Sulfonylurea Prescribing Patterns After the Introduction of DPP-4 Inhibitors and GLP-1 Receptor Agonists.

Published

Journal Article

Although newer agents (dipeptidyl peptidase [DPP]-4 inhibitors and glucagon-like peptide [GLP]-1 receptor agonists) are available for the treatment of hyperglycemia in patients with type 2 diabetes mellitus (T2DM), the impact of the availability of these agents on the use of second-generation sulfonylureas (SUs) is unknown. This article presents percentages of patients prescribed SUs, using data from the National Ambulatory Medical Care Survey (NAMCS). The associations between SU prescribing and prespecified variables of interest were also explored.The NAMCS database was queried for visits of patients aged ≥18 years with an International Classification of Diseases, Ninth Revision diagnostic code relevant to T2DM. χ(2) tests were conducted to assess the associations between SU use and year-group (2003-2004, 2007-2008, or 2009-2010) and other variables of interest. A multivariate logistic regression model was constructed to jointly assess the value of these variables in predicting SU use. All analyses were weighted using procedures recommended by the National Center for Health Statistics.Data from 7042 eligible visits were included, representing an extrapolated national estimate of 280,733,405 patient visits. The percentages of patients who received a prescription for an SU, by study year, were 25.7%, 23.4%, and 23.7% in 2003 to 2004, 2007 to 2008, and 2009 to 2010, respectively (P = 0.57). In the multivariate model, age ≥70 years, male sex, nonwhite race, primary care physician seen, and concurrent DPP-4 inhibitor use were significantly associated with SU use.No significant decrease in the use of SUs was observed after the introduction of DPP-4 inhibitors and GLP-1 receptor agonists. However, patient-specific factors (eg, select demographic variables, site of care, and concurrent medication use) were associated with SU use.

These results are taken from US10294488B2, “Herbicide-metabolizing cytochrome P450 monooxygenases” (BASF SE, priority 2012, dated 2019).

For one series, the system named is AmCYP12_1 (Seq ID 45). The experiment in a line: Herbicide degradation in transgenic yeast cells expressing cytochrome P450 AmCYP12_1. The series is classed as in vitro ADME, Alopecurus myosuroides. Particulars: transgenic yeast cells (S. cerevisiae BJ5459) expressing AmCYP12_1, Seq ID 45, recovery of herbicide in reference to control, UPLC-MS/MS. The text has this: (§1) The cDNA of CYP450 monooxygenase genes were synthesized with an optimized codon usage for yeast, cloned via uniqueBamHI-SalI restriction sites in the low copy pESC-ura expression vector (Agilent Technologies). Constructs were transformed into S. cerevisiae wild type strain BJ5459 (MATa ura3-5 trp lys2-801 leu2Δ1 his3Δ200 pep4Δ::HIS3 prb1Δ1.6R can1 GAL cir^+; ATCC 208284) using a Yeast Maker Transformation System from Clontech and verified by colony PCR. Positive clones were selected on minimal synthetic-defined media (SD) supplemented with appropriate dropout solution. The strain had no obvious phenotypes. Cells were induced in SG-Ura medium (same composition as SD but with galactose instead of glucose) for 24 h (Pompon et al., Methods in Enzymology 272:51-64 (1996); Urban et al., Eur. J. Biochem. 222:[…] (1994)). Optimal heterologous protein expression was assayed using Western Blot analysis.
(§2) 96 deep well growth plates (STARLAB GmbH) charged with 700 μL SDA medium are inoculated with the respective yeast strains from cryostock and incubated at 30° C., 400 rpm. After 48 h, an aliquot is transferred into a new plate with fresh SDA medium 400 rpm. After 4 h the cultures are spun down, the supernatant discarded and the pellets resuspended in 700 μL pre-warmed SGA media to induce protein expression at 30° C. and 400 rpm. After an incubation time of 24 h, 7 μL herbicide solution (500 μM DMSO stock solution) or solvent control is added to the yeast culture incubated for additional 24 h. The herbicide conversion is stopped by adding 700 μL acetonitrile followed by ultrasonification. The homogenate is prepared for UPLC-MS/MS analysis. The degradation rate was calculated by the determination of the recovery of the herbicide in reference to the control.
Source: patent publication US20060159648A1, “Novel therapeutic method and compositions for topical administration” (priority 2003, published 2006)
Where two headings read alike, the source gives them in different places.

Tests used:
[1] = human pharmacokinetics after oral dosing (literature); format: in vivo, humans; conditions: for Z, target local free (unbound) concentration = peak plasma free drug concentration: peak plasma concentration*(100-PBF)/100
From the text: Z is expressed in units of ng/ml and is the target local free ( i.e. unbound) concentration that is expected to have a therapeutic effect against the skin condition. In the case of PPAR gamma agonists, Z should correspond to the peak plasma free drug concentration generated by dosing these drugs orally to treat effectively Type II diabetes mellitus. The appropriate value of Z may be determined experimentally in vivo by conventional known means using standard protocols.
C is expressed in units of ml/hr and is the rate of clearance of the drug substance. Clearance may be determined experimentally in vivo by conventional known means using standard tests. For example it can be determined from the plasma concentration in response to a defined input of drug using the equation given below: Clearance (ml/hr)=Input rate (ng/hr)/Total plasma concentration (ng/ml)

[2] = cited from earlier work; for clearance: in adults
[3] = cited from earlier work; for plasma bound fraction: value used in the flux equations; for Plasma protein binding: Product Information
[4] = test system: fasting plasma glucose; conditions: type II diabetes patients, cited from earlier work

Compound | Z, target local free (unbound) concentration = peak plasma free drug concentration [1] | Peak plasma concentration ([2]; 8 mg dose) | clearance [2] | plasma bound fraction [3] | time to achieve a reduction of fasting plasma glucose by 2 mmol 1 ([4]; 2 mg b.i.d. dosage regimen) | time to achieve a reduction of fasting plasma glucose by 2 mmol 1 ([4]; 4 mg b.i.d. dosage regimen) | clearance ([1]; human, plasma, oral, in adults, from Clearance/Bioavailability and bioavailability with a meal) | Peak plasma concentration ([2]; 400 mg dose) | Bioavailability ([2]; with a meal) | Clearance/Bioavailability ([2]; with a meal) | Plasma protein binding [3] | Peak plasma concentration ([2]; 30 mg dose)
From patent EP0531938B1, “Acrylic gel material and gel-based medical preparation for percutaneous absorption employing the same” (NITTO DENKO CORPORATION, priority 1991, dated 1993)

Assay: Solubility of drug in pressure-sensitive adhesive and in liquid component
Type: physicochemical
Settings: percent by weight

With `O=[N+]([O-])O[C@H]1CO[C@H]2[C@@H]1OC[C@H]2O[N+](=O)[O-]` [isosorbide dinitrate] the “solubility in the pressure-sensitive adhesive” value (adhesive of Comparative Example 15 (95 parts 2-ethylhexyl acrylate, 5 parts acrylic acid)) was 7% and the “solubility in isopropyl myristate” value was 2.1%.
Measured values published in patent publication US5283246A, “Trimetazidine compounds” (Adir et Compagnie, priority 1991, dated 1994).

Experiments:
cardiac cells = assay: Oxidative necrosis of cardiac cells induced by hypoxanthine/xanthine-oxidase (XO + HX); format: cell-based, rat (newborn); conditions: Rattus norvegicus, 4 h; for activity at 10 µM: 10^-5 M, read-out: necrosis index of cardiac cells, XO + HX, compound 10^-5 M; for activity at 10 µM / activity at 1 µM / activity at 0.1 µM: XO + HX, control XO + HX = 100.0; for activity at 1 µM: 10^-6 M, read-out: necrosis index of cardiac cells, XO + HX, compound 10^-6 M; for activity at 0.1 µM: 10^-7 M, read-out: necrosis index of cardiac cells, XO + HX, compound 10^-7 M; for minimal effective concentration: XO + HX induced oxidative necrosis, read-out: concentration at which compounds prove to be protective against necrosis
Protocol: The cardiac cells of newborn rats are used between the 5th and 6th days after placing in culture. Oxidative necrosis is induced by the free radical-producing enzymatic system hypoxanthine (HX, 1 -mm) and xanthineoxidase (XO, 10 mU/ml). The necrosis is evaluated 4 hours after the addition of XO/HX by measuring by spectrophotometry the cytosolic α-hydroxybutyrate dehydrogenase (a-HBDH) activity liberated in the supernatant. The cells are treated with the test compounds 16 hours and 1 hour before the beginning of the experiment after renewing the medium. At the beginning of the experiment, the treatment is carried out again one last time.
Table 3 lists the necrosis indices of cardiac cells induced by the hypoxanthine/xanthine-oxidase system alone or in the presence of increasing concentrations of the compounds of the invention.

Full Text

Duke Authors

Cited Authors

  • Payk, SL; Drew, RH; Smith, JD; Jiroutek, MR; Holland, MA

Published Date

  • July 2015

Published In

Volume / Issue

  • 37 / 7

Start / End Page

  • 1477 - 1482.e1

PubMed ID

  • 26024569

Pubmed Central ID

  • 26024569

Electronic International Standard Serial Number (EISSN)

  • 1879-114X

International Standard Serial Number (ISSN)

  • 0149-2918

Digital Object Identifier (DOI)

  • 10.1016/j.clinthera.2015.04.011

Language

  • eng